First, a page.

Builder & date
|1||Shwesanda||Anawratha (1044-1077) 1058||Bagan|
|2||Lawkananda||Anawratha (1044-1077) 1059||Thiripyitsaya|
|3||Shwezigon||Anawrahta(1044-1077), Kyansittha(1084-1113)||Nyaung U|
|5||Seinnyet Ama||Q. Seinyet 11th C.||Myinkaba|
|6||Seinnyet Nyima||Q. Seinyet 11th C.||Myinkaba|
|8||Ananda||Kyansittha (1084-1113) 1090||Bagan|
|9||Gubyaukgyi (M)||Rajakumar 1113||Myinkaba|
|10||Shwegugyi||Alaungsithu (1113-1163) 1131||Bagan|
|15||Sulamani||Narapatisithu (1174-1211), 1181||Minnanthu|
|16||Htilominlo||Nantaungmya (1211-1234) 1218||Bagan|
|17||Upali Thein||Nantaungmya (1211-1234)||Bagan|
|19||Gubyaukgyi (W)||13th. C.||Wetkyi-in|
|20||Thambula||Q. Thambula 1255||Minnanthu|
|21||Mingalazedi||Narathihapati (1256-1287) 1277||Bagan|
Shwesanda was built in 1058 by Anawratha (1044-1077) to house a holy hair relic given to him by the king of Bago to thank him for his help in repelling a Khmer invasion.
Lawkananda pagoda was built in 1059 by Anawratha (1044-1077) in Thiripyitsaya on the riverside of the Ayeyerwady, to enshrine a replica of the holy tooth relic sent to him by the king of Sri Lanka and kept in the Shwezigon.
Its base is now being completely overlaid with cut to measure welded copper plates that will be subsequently covered with gold foil like the top. Each temple and pagoda in Myanmar is a financially independent unit managed by a board of trustees. The funds for the work carried out here come from donations made by people who hope to gain merit towards a better future existence.
This 18 meter figure, the largest reclining Buddha in Bagan, is housed in a rather unattractive brick structure built sometime in the 11th century.
The Ama Temple on the left and the Nyima Pagoda on the right are said to have both been built by Queen Seinnyet in the 11th century but the style of the Ama Temple is more recent (13th century).
This temple was built in 1059 by Manuha, the Mon king of Thaton while he was held prisoner in Bagan after Anawratha's conquest of the Mon kingdom. It holds three seated and one reclining Buddhas in very small enclosures, their cramped positions being said to reflect Manuha's unhappiness at being a prisoner.
The Gubyaukgyi Temple of Myinkaba was built in 1113 by Rajakumar, son of King Kyansittha. According to the story, Kyansittha had an affair with Thambula during one of his escapades seven years before becoming king at which time she appeared with the ring he had given her and their son. Kyansittha made her his Queen and gave her three villages of slaves which Rajakumar inherited when she died. Later, as Kyansittha was dying, Rajakumar used his inheritance to build Gubyaukgyi and dedicated it to his father. (There is another Gubyaukgyi Temple but it was built in the mid 13th century in Wetkyi-in.)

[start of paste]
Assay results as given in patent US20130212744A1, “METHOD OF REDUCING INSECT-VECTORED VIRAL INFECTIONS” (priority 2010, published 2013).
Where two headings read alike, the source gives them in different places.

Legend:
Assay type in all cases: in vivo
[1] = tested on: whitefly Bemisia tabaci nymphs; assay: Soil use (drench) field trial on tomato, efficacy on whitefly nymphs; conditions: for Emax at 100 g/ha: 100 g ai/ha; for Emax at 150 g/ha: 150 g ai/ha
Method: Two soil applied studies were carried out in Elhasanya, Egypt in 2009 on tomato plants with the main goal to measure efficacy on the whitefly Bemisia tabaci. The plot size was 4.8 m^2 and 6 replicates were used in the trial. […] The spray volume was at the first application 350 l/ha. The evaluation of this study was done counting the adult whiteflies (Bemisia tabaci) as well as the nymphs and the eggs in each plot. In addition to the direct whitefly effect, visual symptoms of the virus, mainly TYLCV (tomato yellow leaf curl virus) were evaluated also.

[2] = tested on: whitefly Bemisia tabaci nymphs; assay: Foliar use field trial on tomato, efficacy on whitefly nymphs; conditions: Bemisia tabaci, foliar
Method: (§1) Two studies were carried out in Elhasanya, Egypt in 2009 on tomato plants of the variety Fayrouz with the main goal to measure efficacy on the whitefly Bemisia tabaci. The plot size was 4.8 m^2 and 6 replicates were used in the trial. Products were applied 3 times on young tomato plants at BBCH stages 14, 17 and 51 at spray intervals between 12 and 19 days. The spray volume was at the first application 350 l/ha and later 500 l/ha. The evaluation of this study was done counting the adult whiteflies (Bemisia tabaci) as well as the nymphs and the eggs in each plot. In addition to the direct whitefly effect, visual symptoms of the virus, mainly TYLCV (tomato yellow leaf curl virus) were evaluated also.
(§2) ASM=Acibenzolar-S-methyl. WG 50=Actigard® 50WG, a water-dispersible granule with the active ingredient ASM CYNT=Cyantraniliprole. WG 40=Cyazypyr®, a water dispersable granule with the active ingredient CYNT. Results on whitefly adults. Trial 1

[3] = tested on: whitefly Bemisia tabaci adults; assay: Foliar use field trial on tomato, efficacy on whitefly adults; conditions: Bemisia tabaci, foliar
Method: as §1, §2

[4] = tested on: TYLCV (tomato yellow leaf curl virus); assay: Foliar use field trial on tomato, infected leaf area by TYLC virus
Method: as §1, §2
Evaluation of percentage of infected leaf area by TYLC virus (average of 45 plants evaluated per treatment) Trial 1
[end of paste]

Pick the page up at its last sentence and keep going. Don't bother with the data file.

The very elegant Shwegugyi (Golden Cave) Temple, built in 1131 by King Alaungsithu, was destined to witness the builder's murder by his son Narathu in 1163.
The magnificent white Thatbyinnu temple, built by King Alaungsithu (1113-1163), is one of the highest in Bagan. It contains a maze of interior passages that unfortunately cannot be visited by ordinary tourists...
The trustees of Thatbyinnu did not forget to display the alms boxes!
The massive Dhammayangyi temple is said to have been built by Narathu (1167-1170). It contains an inner maze of corridors and staircases only part of which can be visited for the innermost one has been filled with rubble.
Nanpaya is a riddle as it contains images of the four faced Hindu god Brahma which is rather odd for a Buddhist temple and its date of construction remains unknown.
The two storied Sulamani temple was built by King Narapatisithu (1174-1211) to earn merit.
This composite picture shows the entrance of the lower storey of the temple around which runs a corridor with niches for Buddhas. Narrow stairs go up to the terrace giving access to the second storey which also has a circular inner corridor.
Here is one of the Buddhas inside Sulamani temple. Notice the alms boxes full of Kyats.
The large two storeyed temple seen from a distance is called Htilominlo after its builder who reigned from 1211 to 1234.
It would have taken a 24mm wide angle lens to get all of Htilominlo. I did not have one so I made this composite.
Below on the left, the details of a secondary doorway and on the right, one of the Buddhas inside. Notice the small squares of gold foil that the faithful have started to stick on the Buddha!
There are many temples and pagodas left around Bagan but only a few ordination halls (Thein), because these were generally wooden. This one was built of bricks sometime around 1250 and named Upali to honor a famous monk who lived during the reign of Htilominlo (1211-1234).
Inside, this Buddha, seated in the Bhumisparsha-mudra posture is calling the earth to testify as to his good deeds in the past that make him worthy of being a Buddha when challenged by the evil spirit Mara.
The Lemyethaya temple or "Temple of the Four Faces" was built in 1223 by Anandathura who was a minister at the court of King Htilominlo (1211-1234).
This is the pyramidal spire that rises from the first storey of the Gubyaukgyi (big cave) temple built in the mid 13th century near Wetkyi-in. (There is another Gubyaukgyi Temple built earlier in 1131 near Myinkaba.)
This harmonious, late style temple was built by Queen Thambula, the consort of King Uzana, in 1255 (this is a different Thambula from the one that was King Kyanzittha's queen more than a century earlier).
The Mingalazedi Pagoda, finished in 1274 by King Narathihapate (1256-1287), was one of the last monuments built in Bagan before the Mongol invasion.
The three contiguous temples called Payathonzu are assigned to the late 13th century. The two eastern temples are well decorated with paintings but the western one is unfinished as if work on it had been interrupted by the Mongol invasion.